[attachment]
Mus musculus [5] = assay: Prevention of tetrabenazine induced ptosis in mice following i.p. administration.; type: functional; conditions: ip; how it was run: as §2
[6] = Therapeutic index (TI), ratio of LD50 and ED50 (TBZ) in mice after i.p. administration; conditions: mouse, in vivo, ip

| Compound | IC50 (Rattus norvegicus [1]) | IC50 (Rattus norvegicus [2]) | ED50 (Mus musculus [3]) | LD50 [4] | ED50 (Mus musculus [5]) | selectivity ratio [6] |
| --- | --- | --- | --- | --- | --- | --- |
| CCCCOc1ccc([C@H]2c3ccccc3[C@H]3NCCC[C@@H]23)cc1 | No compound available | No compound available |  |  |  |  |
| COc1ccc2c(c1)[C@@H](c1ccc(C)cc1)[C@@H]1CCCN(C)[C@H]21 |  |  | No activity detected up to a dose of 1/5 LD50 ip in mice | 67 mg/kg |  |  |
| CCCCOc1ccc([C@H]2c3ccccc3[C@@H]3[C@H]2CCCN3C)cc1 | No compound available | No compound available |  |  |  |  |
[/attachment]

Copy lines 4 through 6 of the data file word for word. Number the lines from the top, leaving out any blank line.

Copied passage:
| --- | --- | --- | --- | --- | --- | --- |
| CCCCOc1ccc([C@H]2c3ccccc3[C@H]3NCCC[C@@H]23)cc1 | No compound available | No compound available |  |  |  |  |
| COc1ccc2c(c1)[C@@H](c1ccc(C)cc1)[C@@H]1CCCN(C)[C@H]21 |  |  | No activity detected up to a dose of 1/5 LD50 ip in mice | 67 mg/kg |  |  |